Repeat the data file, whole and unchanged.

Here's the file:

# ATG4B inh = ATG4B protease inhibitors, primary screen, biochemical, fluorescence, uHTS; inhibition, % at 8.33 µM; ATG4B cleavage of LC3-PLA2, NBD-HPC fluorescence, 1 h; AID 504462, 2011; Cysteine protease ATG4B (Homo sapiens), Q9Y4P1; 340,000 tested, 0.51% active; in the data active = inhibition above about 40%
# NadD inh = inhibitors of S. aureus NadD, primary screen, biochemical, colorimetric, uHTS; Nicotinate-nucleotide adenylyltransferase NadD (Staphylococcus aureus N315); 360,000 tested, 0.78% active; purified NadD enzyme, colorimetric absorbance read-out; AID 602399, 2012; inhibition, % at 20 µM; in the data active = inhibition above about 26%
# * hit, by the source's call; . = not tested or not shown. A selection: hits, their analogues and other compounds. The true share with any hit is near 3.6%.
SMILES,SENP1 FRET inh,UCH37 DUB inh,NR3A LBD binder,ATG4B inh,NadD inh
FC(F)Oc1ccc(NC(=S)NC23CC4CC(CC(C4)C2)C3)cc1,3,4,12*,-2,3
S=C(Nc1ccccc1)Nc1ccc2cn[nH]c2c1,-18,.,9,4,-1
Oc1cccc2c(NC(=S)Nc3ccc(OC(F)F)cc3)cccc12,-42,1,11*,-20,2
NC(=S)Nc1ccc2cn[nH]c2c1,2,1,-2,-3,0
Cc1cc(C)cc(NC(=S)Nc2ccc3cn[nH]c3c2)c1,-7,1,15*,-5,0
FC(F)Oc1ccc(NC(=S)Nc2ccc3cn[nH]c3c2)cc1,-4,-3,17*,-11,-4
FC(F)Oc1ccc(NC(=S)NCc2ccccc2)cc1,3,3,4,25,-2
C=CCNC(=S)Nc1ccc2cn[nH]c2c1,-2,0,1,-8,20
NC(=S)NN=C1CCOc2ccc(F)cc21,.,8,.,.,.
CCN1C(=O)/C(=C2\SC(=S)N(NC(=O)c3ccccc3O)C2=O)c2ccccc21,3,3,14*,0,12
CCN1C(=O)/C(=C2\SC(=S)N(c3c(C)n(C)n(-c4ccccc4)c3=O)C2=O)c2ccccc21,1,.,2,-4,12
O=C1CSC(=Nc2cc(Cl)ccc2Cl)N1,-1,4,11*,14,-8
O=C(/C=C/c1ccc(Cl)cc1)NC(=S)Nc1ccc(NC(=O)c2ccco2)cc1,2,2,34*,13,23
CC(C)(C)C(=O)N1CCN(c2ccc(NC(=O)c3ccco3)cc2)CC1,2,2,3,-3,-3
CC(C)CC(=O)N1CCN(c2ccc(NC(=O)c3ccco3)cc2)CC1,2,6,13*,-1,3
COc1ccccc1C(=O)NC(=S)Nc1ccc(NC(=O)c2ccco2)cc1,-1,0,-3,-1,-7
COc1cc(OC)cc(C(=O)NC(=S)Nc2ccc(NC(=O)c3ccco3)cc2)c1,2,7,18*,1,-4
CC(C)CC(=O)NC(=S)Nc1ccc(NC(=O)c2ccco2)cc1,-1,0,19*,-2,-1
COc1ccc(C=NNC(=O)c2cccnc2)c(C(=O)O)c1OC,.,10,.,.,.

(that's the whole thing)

# ATG4B inh = ATG4B protease inhibitors, primary screen, biochemical, fluorescence, uHTS; inhibition, % at 8.33 µM; ATG4B cleavage of LC3-PLA2, NBD-HPC fluorescence, 1 h; AID 504462, 2011; Cysteine protease ATG4B (Homo sapiens), Q9Y4P1; 340,000 tested, 0.51% active; in the data active = inhibition above about 40%
# NadD inh = inhibitors of S. aureus NadD, primary screen, biochemical, colorimetric, uHTS; Nicotinate-nucleotide adenylyltransferase NadD (Staphylococcus aureus N315); 360,000 tested, 0.78% active; purified NadD enzyme, colorimetric absorbance read-out; AID 602399, 2012; inhibition, % at 20 µM; in the data active = inhibition above about 26%
# * hit, by the source's call; . = not tested or not shown. A selection: hits, their analogues and other compounds. The true share with any hit is near 3.6%.
SMILES,SENP1 FRET inh,UCH37 DUB inh,NR3A LBD binder,ATG4B inh,NadD inh
FC(F)Oc1ccc(NC(=S)NC23CC4CC(CC(C4)C2)C3)cc1,3,4,12*,-2,3
S=C(Nc1ccccc1)Nc1ccc2cn[nH]c2c1,-18,.,9,4,-1
Oc1cccc2c(NC(=S)Nc3ccc(OC(F)F)cc3)cccc12,-42,1,11*,-20,2
NC(=S)Nc1ccc2cn[nH]c2c1,2,1,-2,-3,0
Cc1cc(C)cc(NC(=S)Nc2ccc3cn[nH]c3c2)c1,-7,1,15*,-5,0
FC(F)Oc1ccc(NC(=S)Nc2ccc3cn[nH]c3c2)cc1,-4,-3,17*,-11,-4
FC(F)Oc1ccc(NC(=S)NCc2ccccc2)cc1,3,3,4,25,-2
C=CCNC(=S)Nc1ccc2cn[nH]c2c1,-2,0,1,-8,20
NC(=S)NN=C1CCOc2ccc(F)cc21,.,8,.,.,.
CCN1C(=O)/C(=C2\SC(=S)N(NC(=O)c3ccccc3O)C2=O)c2ccccc21,3,3,14*,0,12
CCN1C(=O)/C(=C2\SC(=S)N(c3c(C)n(C)n(-c4ccccc4)c3=O)C2=O)c2ccccc21,1,.,2,-4,12
O=C1CSC(=Nc2cc(Cl)ccc2Cl)N1,-1,4,11*,14,-8
O=C(/C=C/c1ccc(Cl)cc1)NC(=S)Nc1ccc(NC(=O)c2ccco2)cc1,2,2,34*,13,23
CC(C)(C)C(=O)N1CCN(c2ccc(NC(=O)c3ccco3)cc2)CC1,2,2,3,-3,-3
CC(C)CC(=O)N1CCN(c2ccc(NC(=O)c3ccco3)cc2)CC1,2,6,13*,-1,3
COc1ccccc1C(=O)NC(=S)Nc1ccc(NC(=O)c2ccco2)cc1,-1,0,-3,-1,-7
COc1cc(OC)cc(C(=O)NC(=S)Nc2ccc(NC(=O)c3ccco3)cc2)c1,2,7,18*,1,-4
CC(C)CC(=O)NC(=S)Nc1ccc(NC(=O)c2ccco2)cc1,-1,0,19*,-2,-1
COc1ccc(C=NNC(=O)c2cccnc2)c(C(=O)O)c1OC,.,10,.,.,.